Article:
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Reviews Miguel Poveda at the Martí Theater. Photo: Meily Tellez. Miguel Poveda at the Martí Theater. Photo: Meily Tellez.

The universe is discovered and there is Miguel Poveda

It's 7:21 pm and I've been in this seat for more than half an hour, full of expectations. The concert hasn't started yet. They are late, I think, hopefully the wait is worth it. 

My hands are sweaty. 

Miguel Poveda, flamenco singer of international stature that I met in 2017 when he co-coach by Manuel Carrasco in the fifth season of The Voice Spain, will sing live, for me, at the Martí Theater. I do not think so. What INSANE.  

Everything is set up on stage. There are three very Flemish chairs in the center, red, solid, made of shiny wood. There is a Cuban percussion set behind, and, next to the chairs, another flamenco. There is still a theater to fill. It bothers me. Artists like Miguel Poveda, who will also be accompanied by Alain Pérez and La Orquesta, deserve full auditoriums, full capacity. 

At 7:38, time stops. 

With what elegance Andy García (piano) and Alain Pérez enter the scene. There is so much respect between them and the music that everything flows. Andy is a young talent with a subtle intelligence for backing vocals. He knows very well what Alain needs, hence the energy that passes through them. Sounds I can not be happy, a song by Adolfo Guzmán, popularized first by Bola de Nieve and later by Beatriz Márquez; They embrace us with music, that's how it feels. Then the Orchestra enters. I recognize new faces in her, in the choirs and in the brass, all young and talented; some friends starting here a new school of music and life experience. Pride of my generation.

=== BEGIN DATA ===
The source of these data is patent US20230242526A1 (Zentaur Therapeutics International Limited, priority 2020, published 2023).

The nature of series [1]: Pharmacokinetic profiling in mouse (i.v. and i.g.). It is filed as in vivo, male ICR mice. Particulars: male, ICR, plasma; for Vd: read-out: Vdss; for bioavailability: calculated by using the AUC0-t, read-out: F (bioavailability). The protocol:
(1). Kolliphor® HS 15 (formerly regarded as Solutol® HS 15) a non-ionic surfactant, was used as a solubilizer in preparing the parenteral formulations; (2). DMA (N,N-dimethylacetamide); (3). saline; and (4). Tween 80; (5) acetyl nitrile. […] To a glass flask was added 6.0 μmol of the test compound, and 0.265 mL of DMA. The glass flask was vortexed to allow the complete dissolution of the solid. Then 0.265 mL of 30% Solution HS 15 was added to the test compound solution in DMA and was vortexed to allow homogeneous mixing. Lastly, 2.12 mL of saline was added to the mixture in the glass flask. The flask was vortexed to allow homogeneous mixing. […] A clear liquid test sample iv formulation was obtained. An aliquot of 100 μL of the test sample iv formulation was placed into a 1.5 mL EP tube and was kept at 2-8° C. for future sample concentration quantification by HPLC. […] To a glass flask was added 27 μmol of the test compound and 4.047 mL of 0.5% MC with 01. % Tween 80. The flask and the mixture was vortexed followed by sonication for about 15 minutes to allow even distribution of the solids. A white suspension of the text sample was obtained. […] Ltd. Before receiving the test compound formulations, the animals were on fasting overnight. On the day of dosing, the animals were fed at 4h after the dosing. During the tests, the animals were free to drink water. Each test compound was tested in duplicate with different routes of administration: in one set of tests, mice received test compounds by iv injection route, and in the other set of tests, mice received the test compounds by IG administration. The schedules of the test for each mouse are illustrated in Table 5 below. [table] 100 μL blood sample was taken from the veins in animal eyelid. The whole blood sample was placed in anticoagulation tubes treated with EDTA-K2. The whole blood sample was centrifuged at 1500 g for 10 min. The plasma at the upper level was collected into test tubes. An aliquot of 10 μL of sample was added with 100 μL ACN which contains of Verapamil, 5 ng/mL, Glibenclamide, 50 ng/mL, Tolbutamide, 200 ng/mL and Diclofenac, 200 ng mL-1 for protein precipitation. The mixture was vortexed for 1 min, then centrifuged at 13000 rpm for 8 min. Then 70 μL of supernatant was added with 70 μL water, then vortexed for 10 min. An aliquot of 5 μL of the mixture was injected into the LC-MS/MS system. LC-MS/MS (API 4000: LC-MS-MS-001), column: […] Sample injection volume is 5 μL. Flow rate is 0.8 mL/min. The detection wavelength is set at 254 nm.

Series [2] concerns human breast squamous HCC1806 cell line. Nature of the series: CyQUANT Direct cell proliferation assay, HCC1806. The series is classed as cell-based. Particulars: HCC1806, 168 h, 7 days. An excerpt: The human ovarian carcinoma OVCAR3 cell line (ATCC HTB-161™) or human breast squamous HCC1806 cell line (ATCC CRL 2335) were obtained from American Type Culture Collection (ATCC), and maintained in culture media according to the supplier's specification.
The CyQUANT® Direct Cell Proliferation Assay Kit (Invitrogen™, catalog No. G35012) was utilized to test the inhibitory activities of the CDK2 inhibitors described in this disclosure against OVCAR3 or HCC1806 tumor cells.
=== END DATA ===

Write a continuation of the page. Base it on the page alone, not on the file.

Alain Pérez at the Martí Theater. Photo: Raúl Rivas.

Alain Pérez at the Martí Theater. Photo: Raúl Rivas.

sounds the intro of my fleeting love and I prepare myself from my seat to sing. Alain marks with his hands and the stick the 4/4; As always, they fall in tempo. What a striker!, as they say among musicians. He never gets rid of that song. They are a little nervous, but little by little they are warming up. I don't remember hearing La Orquesta play at the Teatro Martí, it's a new experience for them and I know they feel very happy to accompany a great artist like Poveda. 

with the echoes of There is no one left no, there is no one left… closes the first part of the concert.

Alain welcomes Poveda. I know about the relationship that unites these two geniuses, so musical and simple. They have been working together for a long time and only released the song last year. Triana, Puente and Havana